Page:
Weekly chart

We next look at the 20 year weekly. With the same process, we look for levels that are hit multiple times. You may have to zoom in to 2 year sections to see these well enough on the chart.

Not surprisingly, there are weekly levels at the monthly levels. There are also some additional levels identified in between. Again, we highlight the stronger levels with heavier lines.


Daily chart

Now we look to the 20 year daily chart for more levels.


Levels Analysis

Well, now we have quite a mess of a chart. We zoomed in to a 2 year timeframe and chose the strongest of the levels as our Key Levels. We added the Fibonacci Retracement for the next part of the discussion.

SPX Daily Chart
Fibonacci Retracement

Some observations and more data:
  • 2200 is very strong; 25% correction
  • 2600 is pretty strong; 12% correction
  • 2700 is very strong; 8% correction

Historically, a 15% correction is an average correction. We'll set 2600 as our current target bottom. Our intent is to attempt to outplay the players by forseeing where the big money may come back in based on a bunch of technical indicators, fundamental data, geopolitical data, earning, etc. It is by no means an answer. It does indicate more downside is possible.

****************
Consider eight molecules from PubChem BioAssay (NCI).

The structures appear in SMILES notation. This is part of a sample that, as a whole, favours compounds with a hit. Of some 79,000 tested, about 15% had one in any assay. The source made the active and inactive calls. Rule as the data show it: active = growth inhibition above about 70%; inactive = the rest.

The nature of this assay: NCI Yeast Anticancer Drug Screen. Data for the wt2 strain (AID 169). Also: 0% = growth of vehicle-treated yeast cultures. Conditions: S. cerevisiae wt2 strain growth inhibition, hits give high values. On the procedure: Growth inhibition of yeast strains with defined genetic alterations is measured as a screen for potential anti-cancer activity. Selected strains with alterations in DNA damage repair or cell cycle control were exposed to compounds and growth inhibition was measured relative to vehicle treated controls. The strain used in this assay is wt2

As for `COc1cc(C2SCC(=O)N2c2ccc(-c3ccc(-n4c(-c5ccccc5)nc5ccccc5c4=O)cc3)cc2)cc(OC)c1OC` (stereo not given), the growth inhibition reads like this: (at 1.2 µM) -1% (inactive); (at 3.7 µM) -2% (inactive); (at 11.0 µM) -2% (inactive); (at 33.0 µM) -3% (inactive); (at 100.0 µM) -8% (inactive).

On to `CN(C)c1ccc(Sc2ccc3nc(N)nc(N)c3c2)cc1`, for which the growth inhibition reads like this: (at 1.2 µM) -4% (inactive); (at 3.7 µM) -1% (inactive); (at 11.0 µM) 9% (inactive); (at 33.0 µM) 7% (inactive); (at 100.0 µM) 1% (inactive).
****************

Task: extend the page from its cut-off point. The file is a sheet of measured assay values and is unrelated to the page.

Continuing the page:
To be clear, there is no right or wrong answer. Equally important, every person will find these levels in somewhat different places on the chart. All of that is ok.

Fibonacci, Elliott Wave, Moving Averages

Let's come at it from a different direction.

At the daily resolution you could make the case for a Fibonacci Elliott Wave pattern starting about February of 2016. Looking at Fibonacci Retracement, the SPX has broken down through the 38.2% level with authority. The 61.8% level coincides with our 2700 key level and is the 'golden mean' level which gives it heavier weighing with the quants.

The light blue moving average curve on the chart is the 200 day moving average. The 200 day tends to be strong support for the quants. The SPX broke that, then recovered. That could bode well for next week.

Should we break through the 61.8% Fibonacci level our 2600 level looks very possible.


No bottom yet. We need to continue to watch and wait patiently. If you cannot be patient, only add 1/8th size positions only where you have some very strong beliefs in both the sector and the stock. Using options, go out 6 months or more depending on your preferences.

Until the big money boys decide to lift the market, hanging tight is a reasonable plan.

This process can be used for equities topping out as well while looking for bearish entry points.

Any sufficiently advanced technology is indistinguishable from magic - Arthur C. Clark